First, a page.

Synopsis: For thirty years, the Lord’s Resistance Army (LRA) rebels led by the rebel leader Joseph Kony, wreaked havoc on thousands of people who lived in northern Uganda. The rebel leaders would attack and kill all in the small villages and then burn their homes. They would capture young girls and boys and force them to become child brides and soldiers. Those who hid from the rebels and miraculously survived, would run through the bush in search of safety in the Internal Displaced Peoples Camps (IDPC). This film documents the real life story of six year old Ronald who witnessed his mother’s murder by the rebels. He was able to escape by running for days in the bush with his aunt and uncle and found refuge in the Lira IDPC camp. The film tells of his journey of his being rescued by Victoria Namusisi who worked in the camp and who found Ronald naked, severely malnourished, and near death. She found out he was an orphan, arranged to bring him to her children’s home near Kampala and slowly brought him back to life. Now twelve years later, Ronald bravely decides to return to the IDPC camp in Lira. During his return journey, Ronald visits Lira remembering the horrors of his mother’s murder by the rebels and of his time in the IDPC camp. He finally meets his extended family who warmly welcomes him back to his village. His family accompanies him on his final journey to his mother’s grave, and at last is able to shed tears for the mother he remembered and loved so long ago.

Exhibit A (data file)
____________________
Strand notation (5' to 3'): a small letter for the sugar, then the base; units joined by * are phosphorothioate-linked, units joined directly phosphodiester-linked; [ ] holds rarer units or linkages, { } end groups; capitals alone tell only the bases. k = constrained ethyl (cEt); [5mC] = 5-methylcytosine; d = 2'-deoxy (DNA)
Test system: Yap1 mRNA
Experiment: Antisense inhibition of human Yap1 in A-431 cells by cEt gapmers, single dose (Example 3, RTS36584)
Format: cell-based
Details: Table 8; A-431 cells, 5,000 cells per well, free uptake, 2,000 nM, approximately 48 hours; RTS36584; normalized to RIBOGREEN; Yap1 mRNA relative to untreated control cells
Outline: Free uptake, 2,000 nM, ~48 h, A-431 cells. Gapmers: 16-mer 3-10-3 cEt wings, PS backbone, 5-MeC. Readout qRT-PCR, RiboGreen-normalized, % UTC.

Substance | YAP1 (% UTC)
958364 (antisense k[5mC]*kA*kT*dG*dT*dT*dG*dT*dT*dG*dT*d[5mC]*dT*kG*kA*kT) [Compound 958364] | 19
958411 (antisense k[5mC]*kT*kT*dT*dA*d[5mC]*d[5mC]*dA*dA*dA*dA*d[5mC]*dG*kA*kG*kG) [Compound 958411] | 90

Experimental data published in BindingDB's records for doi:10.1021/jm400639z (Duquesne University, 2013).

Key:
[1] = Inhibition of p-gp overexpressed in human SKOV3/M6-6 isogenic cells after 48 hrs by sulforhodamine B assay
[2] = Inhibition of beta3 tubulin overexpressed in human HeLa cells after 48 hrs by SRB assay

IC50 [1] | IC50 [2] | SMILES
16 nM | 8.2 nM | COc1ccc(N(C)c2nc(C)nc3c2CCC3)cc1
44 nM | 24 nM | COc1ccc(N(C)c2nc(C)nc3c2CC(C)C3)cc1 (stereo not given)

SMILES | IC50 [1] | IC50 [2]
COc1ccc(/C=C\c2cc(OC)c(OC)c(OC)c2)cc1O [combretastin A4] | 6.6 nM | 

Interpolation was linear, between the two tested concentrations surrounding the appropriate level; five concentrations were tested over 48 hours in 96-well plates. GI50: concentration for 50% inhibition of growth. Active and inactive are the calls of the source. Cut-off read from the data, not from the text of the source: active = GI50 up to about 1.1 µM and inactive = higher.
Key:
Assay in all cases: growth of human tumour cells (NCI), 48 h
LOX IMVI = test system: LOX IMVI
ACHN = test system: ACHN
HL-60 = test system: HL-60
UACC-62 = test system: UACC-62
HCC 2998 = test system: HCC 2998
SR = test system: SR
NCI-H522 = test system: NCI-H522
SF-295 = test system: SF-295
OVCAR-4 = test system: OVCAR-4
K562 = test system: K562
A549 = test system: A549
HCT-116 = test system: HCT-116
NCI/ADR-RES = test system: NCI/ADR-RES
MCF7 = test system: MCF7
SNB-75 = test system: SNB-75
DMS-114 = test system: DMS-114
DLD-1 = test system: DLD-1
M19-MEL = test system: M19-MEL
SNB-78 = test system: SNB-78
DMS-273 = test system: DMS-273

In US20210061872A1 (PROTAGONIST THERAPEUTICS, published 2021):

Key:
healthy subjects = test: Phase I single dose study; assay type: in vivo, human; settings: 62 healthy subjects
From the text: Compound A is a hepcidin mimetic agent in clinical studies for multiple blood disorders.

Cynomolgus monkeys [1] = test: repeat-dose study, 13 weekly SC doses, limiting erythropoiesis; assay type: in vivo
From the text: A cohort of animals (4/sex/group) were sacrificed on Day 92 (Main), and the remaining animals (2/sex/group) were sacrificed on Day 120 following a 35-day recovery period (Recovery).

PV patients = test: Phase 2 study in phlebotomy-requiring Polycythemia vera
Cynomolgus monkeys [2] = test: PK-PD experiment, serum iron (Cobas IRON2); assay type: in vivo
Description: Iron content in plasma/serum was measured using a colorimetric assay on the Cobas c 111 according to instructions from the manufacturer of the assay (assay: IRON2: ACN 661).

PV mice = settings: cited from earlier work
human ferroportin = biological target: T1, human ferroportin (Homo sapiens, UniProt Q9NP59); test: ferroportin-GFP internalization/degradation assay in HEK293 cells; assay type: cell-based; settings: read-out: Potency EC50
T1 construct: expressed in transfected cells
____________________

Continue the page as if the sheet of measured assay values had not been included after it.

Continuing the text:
I have been working and filming in Uganda since 2008 with Victoria Namusisi, the Director of Bright Kids Uganda Children’s Home. Victoria would tell me stories of the orphaned children she rescued during the brutal Joseph Kony – Lord’s Resistance Army (LRA) civil war in northern Uganda and she allowed me to capture on film what their life was like during the Kony war. One of her stories stood out. Victoria repeatedly told me about how she found Ronald inn 2003 who was malnourished and near death. She nursed him back to health. Finally I met Ronald in 2012 and three years later Victoria told me he made a brave decision to confront his past and return to northern Uganda to meet his family and see his mother’s grave. I was given the opportunity to film his return.
Pauline Greenlick has worked in the educational field for over thirty years focusing on special education and inclusive educational practices. Since 2008, she has worked in Uganda working with Bright Kids Uganda Children’s Home, a home for children who have been impacted by civil war, extreme poverty, abandonment, gender violence and disabilities. In 2015 she became the co-founder and treasurer of ASA Social Fund for Hidden Peoples, a non-profit that supports the work in Uganda. Her organization supports those who are “hidden” or marginalized by society which includes albinos, the disabled, acid attack survivors, war victims and street children. ASA provides grants for these people that focus on sustainability and income generating projects. Producing and directing over 15 Uganda documentary films, she has captured the stories of these “hidden” people. The documentaries not only focuses on the lives of these people but how they are overcoming their challenges and what they are doing about it. In addition to her work in Uganda, she has also produced and directed films in the Pittsburgh area working with local organizations filming their events and recording local stories
Accolade Global Film Competition - 2020
Award of Recognition Documentary Short (The Most Important Number is One)
Lady Filmmakers - United States - 2020
Best Documentary Short (The Most Important Number is One)